The effects of propofol, isoflurane and sevoflurane on vecuronium infusion rates for surgical muscle relaxation in dogs
Article first published online: 19 DEC 2005
Veterinary Anaesthesia and Analgesia
Volume 33, Issue 3, pages 169–174, May 2006
How to Cite
Nagahama, S., Nishimura, R., Mochizuki, M. and Sasaki, N. (2006), The effects of propofol, isoflurane and sevoflurane on vecuronium infusion rates for surgical muscle relaxation in dogs. Veterinary Anaesthesia and Analgesia, 33: 169–174. doi: 10.1111/j.1467-2995.2005.00252.x
- Issue published online: 19 DEC 2005
- Article first published online: 19 DEC 2005
- Received 24 January 2005; Accepted 27 April 2005
- constant rate infusion;
- inhalation anaesthesia;
- total intravenous anaesthesia;
Objective To compare the constant rate infusion (CRI) of vecuronium required to maintain a level of neuromuscular blockade adequate for major surgeries, e.g. thoracotomy or laparotomy, in dogs anaesthetized with a CRI of fentanyl and either propofol, isoflurane or sevoflurane.
Study design Prospective, randomized, cross-over study.
Animals Thirteen male beagles (age, 9–22 months; body mass 6.3–11.3 kg).
Materials and methods Dogs were anaesthetized with propofol (24 mg kg−1 hour−1 IV CRI; group P), isoflurane (1.3% end-tidal concentration; group I) or sevoflurane (2.3% end-tidal concentration; group S) with fentanyl (5 μg kg−1 hour−1 IV, CRI). Sixty to seventy minutes after induction of anaesthesia, vecuronium was administered at a rate of 0.4, 0.3 and 0.2 mg kg−1 hour−1 in groups P, I and S respectively. To determine the degree of neuromuscular block, a peripheral nerve was stimulated electrically using the train-of-four (TO4) stimulus pattern. Evoked muscle contractions were evaluated using a neuromuscular monitoring device. Once the TO4 ratio reached 0, the continuous infusion rate was decreased and adjusted to maintain a TO4 count of 1. Continuous infusion was continued for 2 hours. The infusion rate of vecuronium was recorded 20, 40, 60, 80, 100 and 120 minutes after the start of infusion.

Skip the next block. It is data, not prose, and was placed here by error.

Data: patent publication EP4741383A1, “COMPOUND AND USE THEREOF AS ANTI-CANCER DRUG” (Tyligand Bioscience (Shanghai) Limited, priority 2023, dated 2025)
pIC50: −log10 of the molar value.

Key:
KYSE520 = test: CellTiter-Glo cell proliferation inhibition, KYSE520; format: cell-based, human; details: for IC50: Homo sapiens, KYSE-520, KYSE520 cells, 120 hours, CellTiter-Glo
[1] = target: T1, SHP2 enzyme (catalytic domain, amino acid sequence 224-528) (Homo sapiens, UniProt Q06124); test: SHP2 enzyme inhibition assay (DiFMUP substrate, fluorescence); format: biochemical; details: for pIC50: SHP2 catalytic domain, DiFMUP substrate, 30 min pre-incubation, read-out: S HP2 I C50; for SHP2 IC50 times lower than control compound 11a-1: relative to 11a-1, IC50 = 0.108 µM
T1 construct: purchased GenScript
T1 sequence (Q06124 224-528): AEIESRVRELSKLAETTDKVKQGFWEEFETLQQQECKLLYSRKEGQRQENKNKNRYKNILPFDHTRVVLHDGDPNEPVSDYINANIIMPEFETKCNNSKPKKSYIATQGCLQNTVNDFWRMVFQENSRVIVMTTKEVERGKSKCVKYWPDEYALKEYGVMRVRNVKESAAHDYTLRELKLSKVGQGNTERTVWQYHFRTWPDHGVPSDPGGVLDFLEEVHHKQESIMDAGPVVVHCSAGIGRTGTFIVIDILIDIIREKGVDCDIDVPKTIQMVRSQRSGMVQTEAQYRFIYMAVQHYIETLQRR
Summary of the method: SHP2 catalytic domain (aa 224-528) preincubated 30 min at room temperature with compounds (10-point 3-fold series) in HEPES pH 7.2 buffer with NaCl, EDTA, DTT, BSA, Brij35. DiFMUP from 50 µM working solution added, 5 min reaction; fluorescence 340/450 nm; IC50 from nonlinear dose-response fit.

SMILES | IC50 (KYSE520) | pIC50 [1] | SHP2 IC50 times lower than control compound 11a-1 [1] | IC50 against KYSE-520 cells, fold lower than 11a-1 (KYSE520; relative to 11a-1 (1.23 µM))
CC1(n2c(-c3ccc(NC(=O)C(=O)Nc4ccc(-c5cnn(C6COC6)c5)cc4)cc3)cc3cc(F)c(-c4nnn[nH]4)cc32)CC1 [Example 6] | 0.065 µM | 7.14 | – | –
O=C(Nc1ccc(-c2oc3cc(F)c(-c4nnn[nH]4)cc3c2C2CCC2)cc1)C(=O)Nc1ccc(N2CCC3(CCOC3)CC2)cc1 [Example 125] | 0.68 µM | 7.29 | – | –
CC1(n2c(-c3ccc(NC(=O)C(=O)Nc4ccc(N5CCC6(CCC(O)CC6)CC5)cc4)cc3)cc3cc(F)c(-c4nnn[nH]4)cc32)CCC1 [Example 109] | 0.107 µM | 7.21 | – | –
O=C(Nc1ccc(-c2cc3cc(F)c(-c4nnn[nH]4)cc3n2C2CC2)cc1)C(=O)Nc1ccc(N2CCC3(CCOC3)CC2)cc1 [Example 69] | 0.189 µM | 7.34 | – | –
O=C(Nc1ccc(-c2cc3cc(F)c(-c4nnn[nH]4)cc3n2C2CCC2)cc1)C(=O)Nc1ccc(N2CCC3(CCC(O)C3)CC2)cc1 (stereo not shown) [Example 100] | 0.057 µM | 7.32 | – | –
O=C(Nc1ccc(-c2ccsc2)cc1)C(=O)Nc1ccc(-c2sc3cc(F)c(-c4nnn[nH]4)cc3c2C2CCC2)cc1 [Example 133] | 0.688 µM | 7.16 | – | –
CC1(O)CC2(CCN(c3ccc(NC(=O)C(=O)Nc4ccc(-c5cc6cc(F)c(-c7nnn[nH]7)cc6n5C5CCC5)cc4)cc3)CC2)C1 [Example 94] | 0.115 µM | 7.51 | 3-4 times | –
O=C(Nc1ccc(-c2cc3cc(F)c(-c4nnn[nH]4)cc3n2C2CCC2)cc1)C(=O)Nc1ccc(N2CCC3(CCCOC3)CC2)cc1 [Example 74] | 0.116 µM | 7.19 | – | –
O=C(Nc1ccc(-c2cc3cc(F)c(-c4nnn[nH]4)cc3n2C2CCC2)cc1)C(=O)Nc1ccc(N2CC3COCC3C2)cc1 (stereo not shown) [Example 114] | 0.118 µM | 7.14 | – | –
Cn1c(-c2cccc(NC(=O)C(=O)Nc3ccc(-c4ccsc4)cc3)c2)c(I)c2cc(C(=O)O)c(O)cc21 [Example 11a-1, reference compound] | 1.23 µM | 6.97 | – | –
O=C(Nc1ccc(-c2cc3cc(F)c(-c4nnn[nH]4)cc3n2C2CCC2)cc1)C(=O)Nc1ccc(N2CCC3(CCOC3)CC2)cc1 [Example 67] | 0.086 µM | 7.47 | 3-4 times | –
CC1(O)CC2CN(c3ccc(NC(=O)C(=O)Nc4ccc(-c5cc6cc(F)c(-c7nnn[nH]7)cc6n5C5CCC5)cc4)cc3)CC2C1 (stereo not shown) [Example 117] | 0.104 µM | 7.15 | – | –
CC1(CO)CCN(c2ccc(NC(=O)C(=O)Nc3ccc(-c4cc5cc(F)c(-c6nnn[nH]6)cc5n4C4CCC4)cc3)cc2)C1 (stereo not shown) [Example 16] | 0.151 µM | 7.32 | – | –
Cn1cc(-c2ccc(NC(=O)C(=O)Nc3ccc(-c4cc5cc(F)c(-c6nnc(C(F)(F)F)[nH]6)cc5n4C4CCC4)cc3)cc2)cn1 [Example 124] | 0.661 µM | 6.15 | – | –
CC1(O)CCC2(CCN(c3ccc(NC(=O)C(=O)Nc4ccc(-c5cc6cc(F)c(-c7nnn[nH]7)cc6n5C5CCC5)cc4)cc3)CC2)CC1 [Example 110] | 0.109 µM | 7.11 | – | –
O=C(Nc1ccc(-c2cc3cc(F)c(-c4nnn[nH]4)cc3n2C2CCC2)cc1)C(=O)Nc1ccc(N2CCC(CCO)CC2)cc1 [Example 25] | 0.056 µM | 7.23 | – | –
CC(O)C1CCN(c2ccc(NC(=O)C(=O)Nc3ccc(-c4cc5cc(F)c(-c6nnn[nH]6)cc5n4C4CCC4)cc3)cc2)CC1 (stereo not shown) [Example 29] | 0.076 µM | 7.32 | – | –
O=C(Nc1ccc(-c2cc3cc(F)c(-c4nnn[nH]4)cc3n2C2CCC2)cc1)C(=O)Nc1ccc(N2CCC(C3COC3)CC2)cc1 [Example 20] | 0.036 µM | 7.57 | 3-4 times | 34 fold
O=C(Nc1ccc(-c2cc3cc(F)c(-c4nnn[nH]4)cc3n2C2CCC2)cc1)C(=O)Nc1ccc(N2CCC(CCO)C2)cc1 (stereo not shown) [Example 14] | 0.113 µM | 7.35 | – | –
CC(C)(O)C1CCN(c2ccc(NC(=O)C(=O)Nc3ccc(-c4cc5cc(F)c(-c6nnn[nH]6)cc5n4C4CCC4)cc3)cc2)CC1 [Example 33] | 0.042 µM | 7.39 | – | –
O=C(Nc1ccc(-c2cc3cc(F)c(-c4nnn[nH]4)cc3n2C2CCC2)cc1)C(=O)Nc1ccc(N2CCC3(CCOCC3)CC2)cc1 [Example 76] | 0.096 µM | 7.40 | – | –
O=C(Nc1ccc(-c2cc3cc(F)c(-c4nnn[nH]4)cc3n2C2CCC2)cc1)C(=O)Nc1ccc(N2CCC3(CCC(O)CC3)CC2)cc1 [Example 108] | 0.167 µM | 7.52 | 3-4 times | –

Results The mean continuous infusion rates of vecuronium during stable infusion were 0.22 ± 0.04 (mean ± SD), 0.10 ± 0.02 and 0.09 ± 0.02 mg kg−1 hour−1 in groups P, I and S respectively. There were statistically significant differences between the rates in groups P and I and between the rates in groups P and S.
Conclusions and clinical relevance In healthy dogs, the recommended maintenance infusion rate of vecuronium is 0.2 mg kg−1 hour−1 under CRI propofol–fentanyl anaesthesia and 0.1 mg kg−1 hour−1 during CRI fentanyl–isoflurane or sevoflurane anaesthesia